The Malta Independent 21 September 2019, Saturday

Feasts, patron stains and numbing victories

Victor Calleja Sunday, 8 September 2019, 09:38 Last update: about 14 days ago

Today is a special feast. The apex of feasts because it is the feast of victory—commemorating so many victories in our Maltese calendar that few of us can remember them all.

Today is also the feast which closes the festa season. I am quite a lover of anything that makes noise, adds colour, involves dancing and fun or is a celebration of food and drink. I also love anything that puts more oomph into our national psyche.

So am I complaining that the festa season is over? Do I wish it to go on forever—senseless petards and all? Not at all. I am feasting the ending—and wouldn’t mind seeing the end of festi forever. Or at least the end of them as they are now. They cause mayhem in the town or village for a few days or weeks. And there is unnecessary idiocy by those organising them.

Let’s start with the obvious omission. I think, or always thought, that festi are a religious commemoration. Consider a list of things that festi are all about. On a scale of one to a hundred where would God, His Son, or Our Lady feature? Or any of the feted saints and angels or archangels?

Maybe the religious element—the solemn—would score one out of a hundred. If we’re lucky. Am I complaining because I want them to be very religious? Have I turned into a fundamentalist nutter?

Not for a minute.  I would much prefer festi to be declared non-religious. Please take the saintliness out of them to make me feel less guilty when I swear by all the saints in heaven when fireworks and petards go off after midnight.

I find it hard to understand how anything done in the name of Christianity allows the height of ungodliness and utter selfishness when pedestals for saints and angels are erected on pavements. And poles for bandalori (ornamental flags) make manoeuvring a hazard for pedestrians.

People, especially those in wheelchairs, with buggies, shopping baskets, or who are infirm or old, often have no choice but to risk life and limb and walk in the road to avoid these obstacles.  

For the sake of our festi we also endure roads closed on weekends—not silly minor roads of course. Our saints deserve somewhere more important than anything minor. We close main roads including George Borg Olivier Street in St Julian’s.

Should fireworks be banned? Not at all—just as festi should not be. But sanity should prevail and we should be less outlandish.

If anyone claims that some people prefer them as they are now, they need to remember that people also prefer not going to work. People love getting drunk and eating more doughnuts than is good for them, so should they be told oh great that’s super good for you and your health.

We can’t have people spending those idiotic amounts on feasts and fighting for the right to carry statues of saints around. Or at least, if it is still done, then the church and the priests responsible for the festi should disassociate themselves and not allow religious statues to be carried around as part of this pagan charade. Call it pagan. Call it unmitigated hedonistic living but do not add the religious to it.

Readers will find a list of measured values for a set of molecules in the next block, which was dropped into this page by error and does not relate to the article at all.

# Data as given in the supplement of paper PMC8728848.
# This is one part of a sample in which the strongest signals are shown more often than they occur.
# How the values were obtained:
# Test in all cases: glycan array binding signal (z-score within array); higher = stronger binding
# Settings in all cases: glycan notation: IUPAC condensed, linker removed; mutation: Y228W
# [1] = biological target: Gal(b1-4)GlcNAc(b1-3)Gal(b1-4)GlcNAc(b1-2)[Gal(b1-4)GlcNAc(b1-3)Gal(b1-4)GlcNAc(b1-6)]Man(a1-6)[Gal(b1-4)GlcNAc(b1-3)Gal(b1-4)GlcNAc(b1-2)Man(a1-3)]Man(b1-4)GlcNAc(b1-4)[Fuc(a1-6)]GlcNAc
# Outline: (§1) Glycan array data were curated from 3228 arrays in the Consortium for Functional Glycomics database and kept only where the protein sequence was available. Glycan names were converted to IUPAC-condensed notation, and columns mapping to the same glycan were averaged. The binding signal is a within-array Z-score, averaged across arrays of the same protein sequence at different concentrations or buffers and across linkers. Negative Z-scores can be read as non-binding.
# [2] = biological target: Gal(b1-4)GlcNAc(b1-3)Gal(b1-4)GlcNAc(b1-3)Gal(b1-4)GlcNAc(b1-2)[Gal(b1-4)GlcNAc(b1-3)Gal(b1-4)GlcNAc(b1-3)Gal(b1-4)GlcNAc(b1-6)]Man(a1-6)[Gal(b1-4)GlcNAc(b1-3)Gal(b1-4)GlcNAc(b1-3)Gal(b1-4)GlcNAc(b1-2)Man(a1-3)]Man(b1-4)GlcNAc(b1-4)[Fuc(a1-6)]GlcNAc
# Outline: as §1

Malta needs festi and good luck to us all in continuing to honour our heroes or idols. But this is not all we have or are—I like to think that Malta is a bit more than this.

When Valletta officially started its period as European Capital of Culture, the Prime Minister announced that we would have a terrific festa lasting a whole year.

But a festa is as symbolic of Malta and anything Maltese as pastizzi are our best offering to the world of gastronomy.

Pastizzi are good but not all we have—and for our health and wellbeing should be indulged in as little as possible. Festas, like pastizzi, should never be representative of what we truly are or aspire to be. Or they become a stain on our own existence.

Whatever your name is, whenever you celebrate your feast, I wish you all a happy Sunday. May it be as victorious as possible.

 

Correction

Sometimes enthusiasm blinds us. In my haste to write about the sorry state of MUŻA, ‘When fairy tales go wrong’, I made a series of accusations mainly directed at the authorities.

However, I seem to have singled out the man who was given the task of turning the Auberge d’Italie into a museum. The article could be interpreted as stating that he— and only he—was responsible for the debacle.

I have found out that the man in question had in fact resigned as MUŻA’s project leader before its opening on 14 December 2018. I am sure he strove to reach high standards of professionality.

It would be interesting to hear from the authorities responsible why the project leader resigned at such a crucial time. Was he aware that not all was well with the project as he had planned it?

The horror of MUŻA and whoever is to blame for its problems and lack of transparency is still with us. That was the main gist of the article and this I still stand by, while challenging the minister concerned to come clean and clarify the situation.

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